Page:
Linda Colley wrote a story in the Guardian of June 14, 2017 headlined, “Britain and the US once ran the world. Now they are all at sea”. In her narrative, Colley asserted that the UK and USA were losing ground partly because of a rising Asia.

Consequently, older whites in both countries disliked what they perceived as a decline and loss of direction. With the loss of national power, is loss of status of a country’s citizens.

In the US, Trump used the fear of a rising China, and the hemorrhage of jobs and investments to China and Mexico, and stopping illegal immigration, by building a Great Wall, to steer himself into the White House.

In the same vein, Brexit was a solution to unacceptable immigration, and a halt to national decline: a UK freed from Europe would recover and reestablish her historic destiny, as an independent global player, and world power.

Colley describes in her story how on both sides of the Atlantic, “sections of the right have been made deeply unhappy by the pace and nature of global change’’.

In the USA and UK, the establishments have failed to “successfully address the harsh realities of a shifting world”.
The new world is fast shifting and uncertain. Power and wealth in the west is declining in relative terms when compared with an emergent China and Asia. What is the solution for the UK? There is one. It sits with the small developed states.

Michael O’Sullivan and David Skilling writing in the Foreign Affairs Blog of June 8, 2017, “LESSONS OF SMALL STATES,’’ asserted that, in the past 30 years, developed countries from Sweden to New Zealand have outstripped their larger peers in terms of economic growth and quality of life.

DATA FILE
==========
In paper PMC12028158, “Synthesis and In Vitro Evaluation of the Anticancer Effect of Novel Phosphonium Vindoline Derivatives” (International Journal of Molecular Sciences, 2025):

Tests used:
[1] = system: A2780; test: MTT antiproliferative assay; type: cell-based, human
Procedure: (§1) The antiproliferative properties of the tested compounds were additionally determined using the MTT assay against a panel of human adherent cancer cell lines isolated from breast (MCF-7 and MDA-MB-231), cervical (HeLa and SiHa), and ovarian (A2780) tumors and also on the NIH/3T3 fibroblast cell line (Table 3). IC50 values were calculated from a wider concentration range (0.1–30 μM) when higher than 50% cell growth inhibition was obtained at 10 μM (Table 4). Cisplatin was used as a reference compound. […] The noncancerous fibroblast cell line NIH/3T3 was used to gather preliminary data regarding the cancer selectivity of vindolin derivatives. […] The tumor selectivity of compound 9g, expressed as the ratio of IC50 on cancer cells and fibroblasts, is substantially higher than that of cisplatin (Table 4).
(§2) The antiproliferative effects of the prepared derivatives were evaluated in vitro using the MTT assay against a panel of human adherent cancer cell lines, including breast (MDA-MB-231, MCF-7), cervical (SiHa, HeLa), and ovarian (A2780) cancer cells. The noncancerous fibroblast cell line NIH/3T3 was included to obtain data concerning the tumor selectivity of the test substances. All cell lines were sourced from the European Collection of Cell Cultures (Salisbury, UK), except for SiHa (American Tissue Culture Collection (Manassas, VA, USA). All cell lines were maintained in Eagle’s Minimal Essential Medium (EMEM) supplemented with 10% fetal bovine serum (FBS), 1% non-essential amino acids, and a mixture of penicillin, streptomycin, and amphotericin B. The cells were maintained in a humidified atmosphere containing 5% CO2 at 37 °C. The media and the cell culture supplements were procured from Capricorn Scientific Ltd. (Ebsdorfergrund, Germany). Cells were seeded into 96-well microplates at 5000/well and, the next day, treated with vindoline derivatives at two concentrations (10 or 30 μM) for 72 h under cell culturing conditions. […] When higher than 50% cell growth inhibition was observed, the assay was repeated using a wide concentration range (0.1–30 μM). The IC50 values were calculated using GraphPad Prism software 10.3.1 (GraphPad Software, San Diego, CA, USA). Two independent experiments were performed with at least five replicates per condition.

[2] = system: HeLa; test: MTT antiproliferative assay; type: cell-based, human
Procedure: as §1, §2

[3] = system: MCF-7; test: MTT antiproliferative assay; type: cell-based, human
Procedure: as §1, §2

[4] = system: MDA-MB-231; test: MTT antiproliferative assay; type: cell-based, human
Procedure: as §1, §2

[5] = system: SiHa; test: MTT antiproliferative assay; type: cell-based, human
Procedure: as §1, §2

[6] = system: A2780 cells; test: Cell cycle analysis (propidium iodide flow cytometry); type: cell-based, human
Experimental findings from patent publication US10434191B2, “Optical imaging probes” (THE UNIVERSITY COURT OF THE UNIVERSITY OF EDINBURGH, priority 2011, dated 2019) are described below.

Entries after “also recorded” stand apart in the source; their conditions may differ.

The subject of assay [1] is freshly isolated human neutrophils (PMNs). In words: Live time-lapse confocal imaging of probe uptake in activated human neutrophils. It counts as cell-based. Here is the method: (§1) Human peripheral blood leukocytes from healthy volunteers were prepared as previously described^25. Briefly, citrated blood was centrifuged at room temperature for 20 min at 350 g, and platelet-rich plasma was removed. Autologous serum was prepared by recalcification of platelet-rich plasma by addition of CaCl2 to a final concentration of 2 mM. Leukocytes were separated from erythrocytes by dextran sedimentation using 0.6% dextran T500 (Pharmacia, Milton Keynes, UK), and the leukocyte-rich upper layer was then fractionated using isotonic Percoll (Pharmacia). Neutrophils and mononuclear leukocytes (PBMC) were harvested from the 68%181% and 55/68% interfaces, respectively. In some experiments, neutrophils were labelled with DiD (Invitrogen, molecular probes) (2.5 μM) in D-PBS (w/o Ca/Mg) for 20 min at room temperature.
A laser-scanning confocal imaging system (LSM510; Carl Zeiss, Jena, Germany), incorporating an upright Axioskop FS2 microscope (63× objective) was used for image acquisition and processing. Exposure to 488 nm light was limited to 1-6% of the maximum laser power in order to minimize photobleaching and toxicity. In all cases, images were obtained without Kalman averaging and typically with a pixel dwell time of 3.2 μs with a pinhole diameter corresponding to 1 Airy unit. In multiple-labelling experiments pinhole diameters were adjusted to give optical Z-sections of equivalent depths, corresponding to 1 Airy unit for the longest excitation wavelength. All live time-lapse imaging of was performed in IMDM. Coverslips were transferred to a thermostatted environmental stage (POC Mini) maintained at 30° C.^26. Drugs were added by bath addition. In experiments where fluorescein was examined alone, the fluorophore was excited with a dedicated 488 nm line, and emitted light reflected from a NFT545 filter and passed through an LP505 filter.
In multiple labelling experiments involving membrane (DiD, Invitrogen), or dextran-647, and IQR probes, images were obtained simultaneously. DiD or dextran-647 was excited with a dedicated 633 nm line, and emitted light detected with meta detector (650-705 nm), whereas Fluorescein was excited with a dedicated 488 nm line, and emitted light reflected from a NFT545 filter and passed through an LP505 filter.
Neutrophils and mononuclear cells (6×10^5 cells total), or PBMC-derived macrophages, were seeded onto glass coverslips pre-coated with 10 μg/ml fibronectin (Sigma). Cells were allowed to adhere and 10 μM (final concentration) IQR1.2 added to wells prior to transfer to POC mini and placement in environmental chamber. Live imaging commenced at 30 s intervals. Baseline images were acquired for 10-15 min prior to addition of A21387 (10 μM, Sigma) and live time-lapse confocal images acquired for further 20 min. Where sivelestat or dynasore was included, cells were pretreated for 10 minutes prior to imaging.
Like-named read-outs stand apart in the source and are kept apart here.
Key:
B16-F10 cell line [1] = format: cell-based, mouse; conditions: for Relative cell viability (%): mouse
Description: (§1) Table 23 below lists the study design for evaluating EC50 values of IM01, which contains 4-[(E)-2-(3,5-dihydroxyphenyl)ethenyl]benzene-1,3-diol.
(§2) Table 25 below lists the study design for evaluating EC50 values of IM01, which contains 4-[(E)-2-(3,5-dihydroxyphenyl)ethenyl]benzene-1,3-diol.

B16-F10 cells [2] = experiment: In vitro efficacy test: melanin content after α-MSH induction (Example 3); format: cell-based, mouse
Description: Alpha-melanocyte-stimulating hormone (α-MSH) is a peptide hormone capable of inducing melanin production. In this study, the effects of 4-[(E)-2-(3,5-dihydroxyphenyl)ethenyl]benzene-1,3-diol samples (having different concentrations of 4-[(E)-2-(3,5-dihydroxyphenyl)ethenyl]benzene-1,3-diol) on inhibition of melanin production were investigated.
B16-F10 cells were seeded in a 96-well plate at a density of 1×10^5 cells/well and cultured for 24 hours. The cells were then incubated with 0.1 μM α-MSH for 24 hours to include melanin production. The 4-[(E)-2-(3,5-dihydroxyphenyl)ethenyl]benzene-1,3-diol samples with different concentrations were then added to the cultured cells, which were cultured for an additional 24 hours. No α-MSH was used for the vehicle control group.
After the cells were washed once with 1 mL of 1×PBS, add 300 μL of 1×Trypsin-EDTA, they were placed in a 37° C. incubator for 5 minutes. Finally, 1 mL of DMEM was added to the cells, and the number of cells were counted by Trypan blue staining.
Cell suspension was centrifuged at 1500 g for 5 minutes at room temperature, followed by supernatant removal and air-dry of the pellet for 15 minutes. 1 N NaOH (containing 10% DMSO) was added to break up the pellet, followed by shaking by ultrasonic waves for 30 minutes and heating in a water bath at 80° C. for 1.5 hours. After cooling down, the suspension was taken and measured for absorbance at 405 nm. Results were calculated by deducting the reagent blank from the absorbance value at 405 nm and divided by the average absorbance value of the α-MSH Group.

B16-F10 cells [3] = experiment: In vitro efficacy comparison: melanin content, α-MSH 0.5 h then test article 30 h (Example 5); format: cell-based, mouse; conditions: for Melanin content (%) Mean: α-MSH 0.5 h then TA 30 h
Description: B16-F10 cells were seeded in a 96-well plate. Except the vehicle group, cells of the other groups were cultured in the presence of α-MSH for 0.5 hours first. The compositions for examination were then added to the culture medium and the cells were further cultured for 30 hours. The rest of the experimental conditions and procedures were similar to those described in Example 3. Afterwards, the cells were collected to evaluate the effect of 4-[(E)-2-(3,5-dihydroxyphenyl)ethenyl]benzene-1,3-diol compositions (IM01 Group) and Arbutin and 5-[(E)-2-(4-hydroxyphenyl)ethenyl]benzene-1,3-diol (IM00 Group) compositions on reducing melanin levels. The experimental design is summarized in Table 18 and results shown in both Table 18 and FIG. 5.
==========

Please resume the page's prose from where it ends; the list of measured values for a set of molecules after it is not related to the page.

These countries share certain specifics. They invest in education and training. This investment follows a pattern: from compulsory vocational and university education, to lifelong learning.

They boost their competitive advantage by investing heavily in high quality infrastructure such as the information technology sectors. They have strong social protection systems that support their most vulnerable, even when there is economic recession.

More interestingly, the broadest lesson from the world’s small developed states is that economic success depends on INTANGIBLE INFRASTRUCTURE.

This is ensuring the availability and quality of education, public health provision, technology, and leveraging effectively a country’s geography, uniqueness, and social and economic advantages.

Interestingly, this is Keynesian economic theory. John Maynard Keynes argued that the best way to achieve a successful economy was to generate aggregate demand, by investing in the social infrastructure. In other words invest in all the people, not a tiny minority of people.

The British General Election of June 8 showed that British Citizens had a better understanding of global realities than their political leaders. The British, especially young Britons, fully understand that austerity has been Britain’s undoing. They further perceive that there is no viable future for Britain outside of Europe.

The good news is that the two pivots of Europe, Germany and France do not want the UK outside of Europe. Both nations understand that both the UK and Europe are worse off with Brexit. The USA is drifting towards isolationism. That makes the case for a strong Europe that shall become the new anchor of western stability.

More interestingly, a recent poll showed that a second Brexit referendum would see a turnabout. The majority of Britons would stay in Europe if a new referendum were held today.